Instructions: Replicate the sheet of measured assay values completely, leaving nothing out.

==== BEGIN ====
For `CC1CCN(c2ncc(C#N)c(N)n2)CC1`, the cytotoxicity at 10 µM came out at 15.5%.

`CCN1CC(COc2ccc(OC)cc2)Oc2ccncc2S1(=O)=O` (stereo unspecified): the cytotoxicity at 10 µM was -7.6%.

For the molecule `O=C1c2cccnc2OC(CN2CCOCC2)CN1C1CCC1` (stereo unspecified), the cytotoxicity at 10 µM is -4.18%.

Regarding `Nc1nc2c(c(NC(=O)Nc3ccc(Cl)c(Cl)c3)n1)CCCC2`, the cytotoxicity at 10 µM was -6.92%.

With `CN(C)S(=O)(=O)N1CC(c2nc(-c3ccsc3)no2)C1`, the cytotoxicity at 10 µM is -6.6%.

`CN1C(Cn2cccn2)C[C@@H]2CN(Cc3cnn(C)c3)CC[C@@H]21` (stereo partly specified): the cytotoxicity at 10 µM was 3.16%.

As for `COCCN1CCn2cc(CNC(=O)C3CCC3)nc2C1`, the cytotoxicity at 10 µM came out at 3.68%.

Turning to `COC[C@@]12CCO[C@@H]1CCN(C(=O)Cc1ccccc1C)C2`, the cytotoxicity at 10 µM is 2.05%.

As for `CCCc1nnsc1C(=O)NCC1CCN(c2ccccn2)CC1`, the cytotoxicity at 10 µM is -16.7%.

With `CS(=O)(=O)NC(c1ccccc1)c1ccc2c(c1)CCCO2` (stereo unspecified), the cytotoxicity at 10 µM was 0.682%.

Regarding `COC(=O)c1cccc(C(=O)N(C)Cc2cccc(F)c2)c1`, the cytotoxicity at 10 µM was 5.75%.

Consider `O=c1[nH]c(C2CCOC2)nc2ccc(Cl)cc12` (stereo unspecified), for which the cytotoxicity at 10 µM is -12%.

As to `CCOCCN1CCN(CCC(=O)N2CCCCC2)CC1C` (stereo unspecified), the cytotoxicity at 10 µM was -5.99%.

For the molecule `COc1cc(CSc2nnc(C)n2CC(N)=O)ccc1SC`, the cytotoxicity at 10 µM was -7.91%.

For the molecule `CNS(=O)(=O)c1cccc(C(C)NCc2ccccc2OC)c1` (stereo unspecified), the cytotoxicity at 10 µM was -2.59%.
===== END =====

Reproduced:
For `CC1CCN(c2ncc(C#N)c(N)n2)CC1`, the cytotoxicity at 10 µM came out at 15.5%.

`CCN1CC(COc2ccc(OC)cc2)Oc2ccncc2S1(=O)=O` (stereo unspecified): the cytotoxicity at 10 µM was -7.6%.

For the molecule `O=C1c2cccnc2OC(CN2CCOCC2)CN1C1CCC1` (stereo unspecified), the cytotoxicity at 10 µM is -4.18%.

Regarding `Nc1nc2c(c(NC(=O)Nc3ccc(Cl)c(Cl)c3)n1)CCCC2`, the cytotoxicity at 10 µM was -6.92%.

With `CN(C)S(=O)(=O)N1CC(c2nc(-c3ccsc3)no2)C1`, the cytotoxicity at 10 µM is -6.6%.

`CN1C(Cn2cccn2)C[C@@H]2CN(Cc3cnn(C)c3)CC[C@@H]21` (stereo partly specified): the cytotoxicity at 10 µM was 3.16%.

As for `COCCN1CCn2cc(CNC(=O)C3CCC3)nc2C1`, the cytotoxicity at 10 µM came out at 3.68%.

Turning to `COC[C@@]12CCO[C@@H]1CCN(C(=O)Cc1ccccc1C)C2`, the cytotoxicity at 10 µM is 2.05%.

As for `CCCc1nnsc1C(=O)NCC1CCN(c2ccccn2)CC1`, the cytotoxicity at 10 µM is -16.7%.

With `CS(=O)(=O)NC(c1ccccc1)c1ccc2c(c1)CCCO2` (stereo unspecified), the cytotoxicity at 10 µM was 0.682%.

Regarding `COC(=O)c1cccc(C(=O)N(C)Cc2cccc(F)c2)c1`, the cytotoxicity at 10 µM was 5.75%.

Consider `O=c1[nH]c(C2CCOC2)nc2ccc(Cl)cc12` (stereo unspecified), for which the cytotoxicity at 10 µM is -12%.

As to `CCOCCN1CCN(CCC(=O)N2CCCCC2)CC1C` (stereo unspecified), the cytotoxicity at 10 µM was -5.99%.

For the molecule `COc1cc(CSc2nnc(C)n2CC(N)=O)ccc1SC`, the cytotoxicity at 10 µM was -7.91%.

For the molecule `CNS(=O)(=O)c1cccc(C(C)NCc2ccccc2OC)c1` (stereo unspecified), the cytotoxicity at 10 µM was -2.59%.